(b). Teaching by lectures, either public or private. My usefulness as a teacher was without doubt at its maximum while I was lecturing and teaching natural philosophy and chemistry in the Cooper Institute in New York for five years (1859-1864). I gave a lecture every night except Saturday and Sunday, and as I lived in the Institute building, I could be found any time by my students in case they had any question to ask, as well as by other callers wishing scientific information. As I considered myself as belonging to the Institute, which gave me salary and lodgings, I never charged anything for such services. This was very much approved of by Peter Cooper, who said that I acted in the spirit for which the Institute was established -- namely, to be useful to all.

I had my lodging-room immediately adjoining the laboratory and apparatus, and found this exceedingly time saving as well to myself as to others, who very frequently called to exhibit to me certain inventions they had made, and which, when practically applied, did not work as well as expected, and often did not work at all. It was useful to myself, and especially to the visitor, who often had to be convinced of his error by practical experiment, for which purpose all the apparatus was at hand, and could be used without cost to the Institute.

My old friend, Prof. Joseph Henry, secreiary of the Smithsonian Institution in Washington, followed the same manner of life as I did. He lived in the Smithsonian building, of which a portion was arranged for himself and family, with a separate entrance, and almost as often as I visited him, he was busy with some new subject of physical investigation.

A farmer once came to me with a bulky contrivance, which, according to his reasoning, should make water run up hill. He wanted me to try if I could not make it work. I put it in operation, and explained his false reasoning, and why it could not do what he intended. He supposed that a thicker pipe containing more water, should exert more pressure than a thinner pipe. I made him understand his error, and he left crestfallen. After a month he returned, and in answer to my question what he had now, he said: "Of course I must make water run up hill." It was an error similar to the previous one, which I again explained to him, and told him, in conclusion, that he ought to exercise his ingenuity in another direction. He promised to do so.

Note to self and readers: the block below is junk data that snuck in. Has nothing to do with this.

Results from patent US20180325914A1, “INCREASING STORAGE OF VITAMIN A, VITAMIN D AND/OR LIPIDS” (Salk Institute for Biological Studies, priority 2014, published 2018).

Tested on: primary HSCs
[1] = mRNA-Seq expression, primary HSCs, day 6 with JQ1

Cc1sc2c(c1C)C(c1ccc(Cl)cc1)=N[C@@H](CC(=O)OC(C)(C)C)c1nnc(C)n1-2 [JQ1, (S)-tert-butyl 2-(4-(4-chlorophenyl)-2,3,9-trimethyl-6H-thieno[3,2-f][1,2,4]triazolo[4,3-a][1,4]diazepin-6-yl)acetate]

It was remarked to me that I should not lose my time with cranks. I answered that to convince a crank of his error, was almost as praiseworthy an act as to improve a sinner, and that, anyhow, my time belonged to the Cooper Union.

In regard to experimenting, I frequently impressed upon my class the advantages Providence has given to these who want to investigate nature, and the gratefulness we must feel for the gift, always adding the confession that, personally, it was with a feeling of deep gratefulness that I tried experiments, and that with profound reverence I watched the result. I felt as if I were preparing to ask a question of the divine power which governs all matter ; and it was with still greater reverence that I watched the result, and observed this carefully and respectfully. It always made the impression upon me that the divine creator of all things knew my desire and gave me the answer to my question by the facts which I observed.

(To be continued.)